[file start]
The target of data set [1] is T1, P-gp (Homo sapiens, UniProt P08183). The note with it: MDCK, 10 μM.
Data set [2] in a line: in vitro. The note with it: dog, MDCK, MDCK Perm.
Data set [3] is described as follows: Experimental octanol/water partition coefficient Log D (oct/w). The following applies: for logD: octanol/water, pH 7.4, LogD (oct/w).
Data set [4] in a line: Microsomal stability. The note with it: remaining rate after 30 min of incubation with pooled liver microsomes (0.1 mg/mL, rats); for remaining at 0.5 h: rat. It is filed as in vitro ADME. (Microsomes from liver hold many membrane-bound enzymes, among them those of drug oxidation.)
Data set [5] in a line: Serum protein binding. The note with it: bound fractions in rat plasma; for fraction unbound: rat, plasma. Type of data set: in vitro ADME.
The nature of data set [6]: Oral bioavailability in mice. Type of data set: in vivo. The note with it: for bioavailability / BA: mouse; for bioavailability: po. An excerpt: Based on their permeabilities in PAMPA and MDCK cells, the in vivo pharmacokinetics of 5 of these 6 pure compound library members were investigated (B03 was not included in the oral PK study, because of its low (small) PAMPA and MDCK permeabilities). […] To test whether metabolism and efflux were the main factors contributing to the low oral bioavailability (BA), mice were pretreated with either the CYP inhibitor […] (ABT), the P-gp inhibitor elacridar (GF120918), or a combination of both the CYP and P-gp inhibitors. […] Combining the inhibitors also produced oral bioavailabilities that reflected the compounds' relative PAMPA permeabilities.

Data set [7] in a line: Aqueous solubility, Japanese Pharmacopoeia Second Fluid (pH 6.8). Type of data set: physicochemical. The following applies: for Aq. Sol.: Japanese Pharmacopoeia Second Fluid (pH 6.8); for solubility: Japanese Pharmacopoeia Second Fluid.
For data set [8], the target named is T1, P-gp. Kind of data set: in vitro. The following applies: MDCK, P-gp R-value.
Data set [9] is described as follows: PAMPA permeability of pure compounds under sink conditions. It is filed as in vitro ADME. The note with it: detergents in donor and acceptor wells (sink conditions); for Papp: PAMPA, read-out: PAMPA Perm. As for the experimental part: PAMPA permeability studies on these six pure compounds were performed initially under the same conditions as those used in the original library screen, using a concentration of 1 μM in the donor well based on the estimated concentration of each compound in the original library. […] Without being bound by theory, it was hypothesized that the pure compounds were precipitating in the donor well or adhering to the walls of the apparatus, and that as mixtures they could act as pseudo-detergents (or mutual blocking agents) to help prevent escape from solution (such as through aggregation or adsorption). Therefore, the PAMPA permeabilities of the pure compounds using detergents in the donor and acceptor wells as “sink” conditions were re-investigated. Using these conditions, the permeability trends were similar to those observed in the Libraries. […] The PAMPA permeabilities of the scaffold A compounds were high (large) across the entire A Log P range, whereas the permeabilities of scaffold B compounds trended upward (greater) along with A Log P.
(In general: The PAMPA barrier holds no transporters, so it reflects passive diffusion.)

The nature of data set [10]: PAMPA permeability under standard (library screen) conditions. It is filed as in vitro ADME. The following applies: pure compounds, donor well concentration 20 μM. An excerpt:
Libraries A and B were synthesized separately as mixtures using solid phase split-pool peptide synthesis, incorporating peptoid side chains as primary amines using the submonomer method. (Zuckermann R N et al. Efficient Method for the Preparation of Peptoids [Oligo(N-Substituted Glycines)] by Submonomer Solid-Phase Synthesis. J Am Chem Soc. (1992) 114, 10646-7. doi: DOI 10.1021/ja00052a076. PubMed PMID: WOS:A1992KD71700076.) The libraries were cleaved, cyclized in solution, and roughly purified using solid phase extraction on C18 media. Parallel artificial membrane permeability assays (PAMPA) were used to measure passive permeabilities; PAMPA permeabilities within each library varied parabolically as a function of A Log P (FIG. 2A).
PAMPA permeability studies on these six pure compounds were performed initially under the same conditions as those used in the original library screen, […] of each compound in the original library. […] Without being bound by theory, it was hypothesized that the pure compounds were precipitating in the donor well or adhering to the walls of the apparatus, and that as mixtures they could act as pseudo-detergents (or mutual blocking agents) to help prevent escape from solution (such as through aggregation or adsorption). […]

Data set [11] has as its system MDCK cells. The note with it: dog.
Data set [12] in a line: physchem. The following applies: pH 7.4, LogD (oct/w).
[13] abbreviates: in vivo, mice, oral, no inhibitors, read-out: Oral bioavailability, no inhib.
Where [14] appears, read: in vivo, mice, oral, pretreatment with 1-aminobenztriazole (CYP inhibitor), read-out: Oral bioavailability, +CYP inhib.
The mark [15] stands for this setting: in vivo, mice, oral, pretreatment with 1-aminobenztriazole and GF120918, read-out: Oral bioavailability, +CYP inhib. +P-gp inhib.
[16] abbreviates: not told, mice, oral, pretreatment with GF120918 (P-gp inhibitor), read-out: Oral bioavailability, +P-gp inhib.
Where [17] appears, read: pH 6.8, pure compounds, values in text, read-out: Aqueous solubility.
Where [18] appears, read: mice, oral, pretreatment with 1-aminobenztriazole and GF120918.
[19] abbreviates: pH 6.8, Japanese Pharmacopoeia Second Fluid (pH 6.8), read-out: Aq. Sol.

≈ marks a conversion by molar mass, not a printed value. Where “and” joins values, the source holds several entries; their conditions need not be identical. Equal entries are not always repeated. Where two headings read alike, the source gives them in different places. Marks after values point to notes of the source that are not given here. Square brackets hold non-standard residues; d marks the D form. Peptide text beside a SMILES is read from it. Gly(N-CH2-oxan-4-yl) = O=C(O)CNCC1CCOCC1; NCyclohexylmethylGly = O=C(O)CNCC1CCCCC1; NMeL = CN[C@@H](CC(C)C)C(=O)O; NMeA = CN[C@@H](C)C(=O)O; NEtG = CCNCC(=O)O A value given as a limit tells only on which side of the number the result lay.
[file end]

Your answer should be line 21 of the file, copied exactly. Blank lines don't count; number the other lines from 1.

Where [18] appears, read: mice, oral, pretreatment with 1-aminobenztriazole and GF120918.